Terence McKenna was one of the first writers who really grasped the psychedelic history of humanity and ayahuasca’s link to our own ancient past. It was largely his writings that have helped bring the beauty, myth, and magic of the Amazonian people and culture a wider audience, and despite his association with the 2012 phenomenon and the unfortunate comingling of the two, his championing of plant entheogens, and reintroducing the shamanic process to the modern Western World will ultimately be remembered as his enduring contribution to psychedelic culture. Even his ‘Stoned Ape Theory’—the idea that spoken language evolved as our primate ancestors developed a diet that included psilocybin mushrooms—may still one day be mainstream enough to be given serious consideration. His untimely death at the too young age of 53, both robbed the psychedelic movement of its most charismatic spokesperson, and guaranteed Terence’s immortalization thanks to the emerging technology of the Internet which he had enthusiastically embraced, and of which he will one day surely be remembered as one of the early pod-cast stars.[15]

[1] DOM or ‘STP’, which could also be included in this list, did not appear until 1966.

[2] Entheogen (God-contained-within); a plant or compound that can induce a mystical experience; and is often held as sacred.

[3] which are generally only psychedelic in larger dosages

[4] Tryptamines I have known and loved.

[5] The original date of Terence’s prediction was the16th of November, 2012 (coinciding with what would have been his 66th birthday); Terence later changed it to 21st of December, 2012, to correlate with the conclusion of the Mayan calender.

[6] Under the pseudonyms OT Oss and ON Oeric.

[7] entheogen: (‘God contained within’); a psychedelic plant or compound capable of inducing a spiritual or mystical experience.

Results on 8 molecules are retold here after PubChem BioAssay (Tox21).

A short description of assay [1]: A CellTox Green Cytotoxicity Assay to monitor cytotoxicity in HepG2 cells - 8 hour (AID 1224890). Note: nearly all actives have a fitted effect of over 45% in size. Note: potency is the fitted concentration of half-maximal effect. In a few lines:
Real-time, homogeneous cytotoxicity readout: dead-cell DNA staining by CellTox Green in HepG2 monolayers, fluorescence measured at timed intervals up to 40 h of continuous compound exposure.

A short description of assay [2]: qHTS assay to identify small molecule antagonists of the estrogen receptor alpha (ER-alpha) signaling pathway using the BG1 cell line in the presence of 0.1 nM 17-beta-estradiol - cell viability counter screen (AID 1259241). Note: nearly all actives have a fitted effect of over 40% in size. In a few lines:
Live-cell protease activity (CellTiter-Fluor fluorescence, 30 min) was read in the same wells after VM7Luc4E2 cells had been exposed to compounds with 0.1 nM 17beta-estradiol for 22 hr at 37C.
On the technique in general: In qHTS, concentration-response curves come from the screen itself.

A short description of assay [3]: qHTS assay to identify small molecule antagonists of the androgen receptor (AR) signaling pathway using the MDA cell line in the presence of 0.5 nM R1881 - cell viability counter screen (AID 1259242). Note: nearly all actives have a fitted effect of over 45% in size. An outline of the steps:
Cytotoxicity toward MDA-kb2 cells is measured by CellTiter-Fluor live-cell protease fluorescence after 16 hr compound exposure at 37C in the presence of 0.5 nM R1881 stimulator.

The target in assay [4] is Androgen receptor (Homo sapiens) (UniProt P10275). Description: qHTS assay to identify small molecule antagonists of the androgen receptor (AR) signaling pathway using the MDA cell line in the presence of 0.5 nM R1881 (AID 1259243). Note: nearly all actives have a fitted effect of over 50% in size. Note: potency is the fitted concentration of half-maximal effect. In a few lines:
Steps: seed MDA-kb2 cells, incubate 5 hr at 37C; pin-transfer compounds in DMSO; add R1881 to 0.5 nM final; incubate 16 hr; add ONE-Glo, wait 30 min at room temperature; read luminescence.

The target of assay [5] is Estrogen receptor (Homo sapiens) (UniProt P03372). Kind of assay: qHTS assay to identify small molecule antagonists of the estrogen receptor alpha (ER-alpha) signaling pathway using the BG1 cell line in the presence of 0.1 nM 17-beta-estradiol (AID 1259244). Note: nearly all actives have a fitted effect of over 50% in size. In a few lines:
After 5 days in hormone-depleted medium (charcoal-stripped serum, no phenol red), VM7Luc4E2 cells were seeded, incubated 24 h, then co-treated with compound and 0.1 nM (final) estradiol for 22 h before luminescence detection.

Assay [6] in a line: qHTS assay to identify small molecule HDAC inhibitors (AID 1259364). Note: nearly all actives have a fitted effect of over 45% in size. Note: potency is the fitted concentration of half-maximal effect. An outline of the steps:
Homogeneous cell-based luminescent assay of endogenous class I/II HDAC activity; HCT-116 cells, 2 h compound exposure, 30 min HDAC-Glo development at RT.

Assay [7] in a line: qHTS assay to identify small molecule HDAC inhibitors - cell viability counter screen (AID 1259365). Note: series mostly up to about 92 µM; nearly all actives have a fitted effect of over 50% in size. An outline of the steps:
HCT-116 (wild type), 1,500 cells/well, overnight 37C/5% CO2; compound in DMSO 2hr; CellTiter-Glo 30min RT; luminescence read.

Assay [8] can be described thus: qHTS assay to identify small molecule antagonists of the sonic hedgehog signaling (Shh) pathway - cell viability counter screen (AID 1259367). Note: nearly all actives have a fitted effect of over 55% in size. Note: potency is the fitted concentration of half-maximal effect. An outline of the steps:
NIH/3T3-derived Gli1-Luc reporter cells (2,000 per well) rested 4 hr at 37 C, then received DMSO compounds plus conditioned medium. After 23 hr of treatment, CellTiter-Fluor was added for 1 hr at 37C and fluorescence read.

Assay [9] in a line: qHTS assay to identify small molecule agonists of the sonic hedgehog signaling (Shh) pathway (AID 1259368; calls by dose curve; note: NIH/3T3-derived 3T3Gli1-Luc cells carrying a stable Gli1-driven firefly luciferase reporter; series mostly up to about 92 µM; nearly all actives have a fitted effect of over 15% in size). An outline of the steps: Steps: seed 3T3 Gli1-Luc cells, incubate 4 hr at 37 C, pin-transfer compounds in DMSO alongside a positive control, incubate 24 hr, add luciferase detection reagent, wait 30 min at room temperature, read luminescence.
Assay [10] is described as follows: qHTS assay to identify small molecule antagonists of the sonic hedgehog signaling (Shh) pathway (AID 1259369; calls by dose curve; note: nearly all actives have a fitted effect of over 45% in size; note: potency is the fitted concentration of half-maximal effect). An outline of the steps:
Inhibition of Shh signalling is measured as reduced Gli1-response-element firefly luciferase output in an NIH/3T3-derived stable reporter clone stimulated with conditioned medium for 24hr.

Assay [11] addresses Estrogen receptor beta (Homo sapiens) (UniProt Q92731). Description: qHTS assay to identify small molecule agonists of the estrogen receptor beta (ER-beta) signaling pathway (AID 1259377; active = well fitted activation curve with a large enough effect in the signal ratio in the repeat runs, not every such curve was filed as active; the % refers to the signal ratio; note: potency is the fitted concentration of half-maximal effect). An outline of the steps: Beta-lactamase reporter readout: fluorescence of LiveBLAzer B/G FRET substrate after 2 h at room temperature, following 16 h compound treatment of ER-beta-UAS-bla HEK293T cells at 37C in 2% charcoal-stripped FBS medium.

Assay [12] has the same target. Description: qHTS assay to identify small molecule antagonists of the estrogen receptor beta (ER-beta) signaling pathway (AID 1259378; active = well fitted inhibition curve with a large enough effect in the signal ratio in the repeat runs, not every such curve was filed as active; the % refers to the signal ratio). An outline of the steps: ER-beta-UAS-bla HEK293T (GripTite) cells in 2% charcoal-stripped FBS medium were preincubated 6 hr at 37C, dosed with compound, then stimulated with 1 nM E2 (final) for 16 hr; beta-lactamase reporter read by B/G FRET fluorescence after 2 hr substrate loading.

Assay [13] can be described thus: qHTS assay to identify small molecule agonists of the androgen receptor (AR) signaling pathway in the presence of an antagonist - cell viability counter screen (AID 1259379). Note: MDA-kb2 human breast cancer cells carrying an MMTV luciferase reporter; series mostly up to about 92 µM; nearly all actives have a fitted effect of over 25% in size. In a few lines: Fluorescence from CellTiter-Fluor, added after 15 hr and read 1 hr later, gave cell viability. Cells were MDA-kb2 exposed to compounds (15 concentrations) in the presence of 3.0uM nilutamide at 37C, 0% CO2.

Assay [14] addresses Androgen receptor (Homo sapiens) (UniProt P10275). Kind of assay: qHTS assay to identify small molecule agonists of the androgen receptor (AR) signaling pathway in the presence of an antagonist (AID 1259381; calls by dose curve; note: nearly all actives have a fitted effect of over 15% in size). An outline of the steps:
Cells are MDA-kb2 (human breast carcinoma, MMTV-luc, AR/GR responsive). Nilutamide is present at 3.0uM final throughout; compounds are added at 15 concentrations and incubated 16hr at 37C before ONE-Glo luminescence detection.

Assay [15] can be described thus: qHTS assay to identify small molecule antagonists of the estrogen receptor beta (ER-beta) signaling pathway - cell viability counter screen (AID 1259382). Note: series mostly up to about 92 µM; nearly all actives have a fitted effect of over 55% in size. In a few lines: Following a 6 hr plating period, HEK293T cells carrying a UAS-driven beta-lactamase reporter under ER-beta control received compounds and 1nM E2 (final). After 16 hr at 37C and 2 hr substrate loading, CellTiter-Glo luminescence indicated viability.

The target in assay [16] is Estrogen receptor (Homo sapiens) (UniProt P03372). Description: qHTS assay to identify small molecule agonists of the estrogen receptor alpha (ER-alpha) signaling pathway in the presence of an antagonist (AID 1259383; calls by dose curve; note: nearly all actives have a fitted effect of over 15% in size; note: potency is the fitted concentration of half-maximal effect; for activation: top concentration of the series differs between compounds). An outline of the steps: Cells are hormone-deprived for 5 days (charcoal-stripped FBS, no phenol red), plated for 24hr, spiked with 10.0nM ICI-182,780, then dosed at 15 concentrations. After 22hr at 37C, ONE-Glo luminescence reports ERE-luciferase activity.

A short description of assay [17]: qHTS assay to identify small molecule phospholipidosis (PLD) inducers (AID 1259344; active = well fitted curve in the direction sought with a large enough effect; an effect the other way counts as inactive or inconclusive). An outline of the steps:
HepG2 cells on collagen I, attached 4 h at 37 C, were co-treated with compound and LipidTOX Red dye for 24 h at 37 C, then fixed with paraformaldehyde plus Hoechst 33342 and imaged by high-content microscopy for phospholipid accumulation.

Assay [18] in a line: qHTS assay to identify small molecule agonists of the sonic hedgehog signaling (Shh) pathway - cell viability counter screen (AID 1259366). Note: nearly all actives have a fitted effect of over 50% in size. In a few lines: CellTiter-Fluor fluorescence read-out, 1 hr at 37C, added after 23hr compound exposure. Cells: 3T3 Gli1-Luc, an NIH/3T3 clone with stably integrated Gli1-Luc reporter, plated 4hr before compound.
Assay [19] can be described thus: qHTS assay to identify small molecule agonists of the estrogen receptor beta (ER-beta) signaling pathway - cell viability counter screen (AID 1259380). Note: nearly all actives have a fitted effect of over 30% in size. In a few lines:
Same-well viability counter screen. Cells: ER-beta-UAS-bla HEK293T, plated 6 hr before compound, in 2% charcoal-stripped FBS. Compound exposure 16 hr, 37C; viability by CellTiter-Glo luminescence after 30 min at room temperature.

[8] And the most controversial since Leary!

[9] See What the Doormouse Said: How the Sixties Counterculture shaped the Personal Computer Industry (2005) by John Markhoff.

[11] While both Soma and kykeon have long since disappeared, their true identities unknown, the San Pedro culture of Peru somewhat survives, albeit in a very diluted synchretic Christian form, as do the remnants of some mushroom ‘cults’ in Mexico; but the wide-spread traditional snuff and ayahuasca use of the Amazonian tribes represents the last major entheogenic tradition still in effect on the planet, and had remained largely unaffected until post-War War II. Ironically the ayahuasca churches of Brazil (Santo Daime, UDV) that have achieved some modicum of legality thanks to the Supreme Court ruling are also synchretic-Christian religions. These churches attribute the discovery of the hoasca (the Brazilian form of ayahuasca) to their mestizo founders, and not to the indigenous Amazonian tribes.

[12] An argument can be made that with the invention of LSD, and now with literally hundreds of ‘designer drugs’ available, we are in the process of creating the 6th —and first planetary— entheogenic culture.

[13] The Father of Phenomenology of Religion, and the man who coined the term ‘shaman’ (from the Siberian) to apply to indigenous healers.

[14] “What did we know in the early 1950’s about these things?” Eliade confessed to Furst.

[15] Google Terence McKenna and you get 1.6 million results, many of them pod-casts and recordings.

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"The difference, I would argue, lies not so much in the phenomenology of the internal psychedelic experience, but in the external container; the experience of the shaman and their icaros, and the ritual provided in the ceremonies themselves."

I think a botanical community such as ours demonstrates that it is not just the ceremony that makes plant based psychedelics more rich, but the interaction and study of plants and the natural world that inevitably occurs if one does not rely on someone else to hand you the sacrament on a silver platter. Growing and preparing plant, fungi and animal based psychedelics is perhaps the best preparation for the ensuing experience. The alchemy of making synthetic compounds is perhaps also a good teacher, but ultimately reduces to cold hard science rather than the mystery of life.

Really great article by James Oroc!

Edited by ∂an
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^^ Agree. Thanks for posting CLICKHEREx. You must spend a fair chunk of your life tracking down and reading articles and posting them here.